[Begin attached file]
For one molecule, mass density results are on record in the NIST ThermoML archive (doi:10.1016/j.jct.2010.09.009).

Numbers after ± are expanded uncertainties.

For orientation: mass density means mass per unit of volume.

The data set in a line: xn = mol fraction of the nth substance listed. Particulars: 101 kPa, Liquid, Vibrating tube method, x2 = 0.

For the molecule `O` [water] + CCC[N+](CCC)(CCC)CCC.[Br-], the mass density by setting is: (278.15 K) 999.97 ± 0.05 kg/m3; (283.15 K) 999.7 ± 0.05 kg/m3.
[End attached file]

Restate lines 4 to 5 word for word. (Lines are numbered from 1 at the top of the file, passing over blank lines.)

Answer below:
The data set in a line: xn = mol fraction of the nth substance listed. Particulars: 101 kPa, Liquid, Vibrating tube method, x2 = 0.

For the molecule `O` [water] + CCC[N+](CCC)(CCC)CCC.[Br-], the mass density by setting is: (278.15 K) 999.97 ± 0.05 kg/m3; (283.15 K) 999.7 ± 0.05 kg/m3.